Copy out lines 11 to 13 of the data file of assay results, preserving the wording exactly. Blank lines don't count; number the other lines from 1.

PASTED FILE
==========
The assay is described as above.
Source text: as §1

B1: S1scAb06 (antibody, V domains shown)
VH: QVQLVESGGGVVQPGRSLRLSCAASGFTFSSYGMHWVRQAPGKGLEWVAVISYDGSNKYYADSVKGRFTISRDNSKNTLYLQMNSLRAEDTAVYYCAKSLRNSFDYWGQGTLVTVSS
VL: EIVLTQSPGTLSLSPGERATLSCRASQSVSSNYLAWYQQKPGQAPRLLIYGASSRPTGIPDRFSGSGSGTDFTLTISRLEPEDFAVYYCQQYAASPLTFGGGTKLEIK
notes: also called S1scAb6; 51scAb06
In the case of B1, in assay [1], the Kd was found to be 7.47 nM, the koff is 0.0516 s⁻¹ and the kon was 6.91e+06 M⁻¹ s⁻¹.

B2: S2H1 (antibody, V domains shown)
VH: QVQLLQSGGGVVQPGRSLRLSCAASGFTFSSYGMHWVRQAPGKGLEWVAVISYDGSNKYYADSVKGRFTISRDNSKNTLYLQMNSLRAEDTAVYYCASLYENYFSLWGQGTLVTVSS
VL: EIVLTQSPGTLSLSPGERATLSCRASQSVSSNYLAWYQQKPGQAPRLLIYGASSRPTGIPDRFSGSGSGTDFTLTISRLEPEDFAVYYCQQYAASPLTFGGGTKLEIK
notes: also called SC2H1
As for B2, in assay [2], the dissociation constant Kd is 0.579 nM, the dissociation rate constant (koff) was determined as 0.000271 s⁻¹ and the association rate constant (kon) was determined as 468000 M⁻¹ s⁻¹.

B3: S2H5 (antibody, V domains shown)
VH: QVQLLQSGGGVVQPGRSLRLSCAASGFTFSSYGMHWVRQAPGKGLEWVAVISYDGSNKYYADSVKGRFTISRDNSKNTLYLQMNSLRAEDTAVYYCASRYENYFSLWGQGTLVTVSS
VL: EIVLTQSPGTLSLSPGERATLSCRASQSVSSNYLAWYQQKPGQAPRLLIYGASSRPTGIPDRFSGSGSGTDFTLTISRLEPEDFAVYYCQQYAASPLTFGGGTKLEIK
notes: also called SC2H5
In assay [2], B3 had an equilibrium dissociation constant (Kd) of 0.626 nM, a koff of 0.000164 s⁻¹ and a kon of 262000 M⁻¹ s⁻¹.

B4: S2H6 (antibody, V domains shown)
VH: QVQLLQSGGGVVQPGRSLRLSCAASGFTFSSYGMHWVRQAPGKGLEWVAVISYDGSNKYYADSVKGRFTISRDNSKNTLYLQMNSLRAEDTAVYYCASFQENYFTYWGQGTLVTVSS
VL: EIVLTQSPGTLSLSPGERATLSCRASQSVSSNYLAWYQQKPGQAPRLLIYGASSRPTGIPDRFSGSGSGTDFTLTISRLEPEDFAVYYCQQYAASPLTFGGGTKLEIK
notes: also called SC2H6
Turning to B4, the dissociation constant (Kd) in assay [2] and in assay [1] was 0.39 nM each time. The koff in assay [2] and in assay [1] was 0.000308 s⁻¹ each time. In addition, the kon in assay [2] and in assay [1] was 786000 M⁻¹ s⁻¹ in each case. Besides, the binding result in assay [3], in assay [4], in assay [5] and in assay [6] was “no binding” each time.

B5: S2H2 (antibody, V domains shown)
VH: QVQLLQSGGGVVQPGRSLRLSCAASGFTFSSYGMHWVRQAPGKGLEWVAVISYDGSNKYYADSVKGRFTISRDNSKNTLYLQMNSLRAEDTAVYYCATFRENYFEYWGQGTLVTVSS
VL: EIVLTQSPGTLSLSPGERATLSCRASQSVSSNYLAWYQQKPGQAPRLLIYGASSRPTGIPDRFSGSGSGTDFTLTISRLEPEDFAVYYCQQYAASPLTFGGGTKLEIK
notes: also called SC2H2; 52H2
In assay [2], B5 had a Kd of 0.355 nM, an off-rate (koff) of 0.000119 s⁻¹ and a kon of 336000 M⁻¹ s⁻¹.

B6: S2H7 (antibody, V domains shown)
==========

notes: also called SC2H1
As for B2, in assay [2], the dissociation constant Kd is 0.579 nM, the dissociation rate constant (koff) was determined as 0.000271 s⁻¹ and the association rate constant (kon) was determined as 468000 M⁻¹ s⁻¹.

B3: S2H5 (antibody, V domains shown)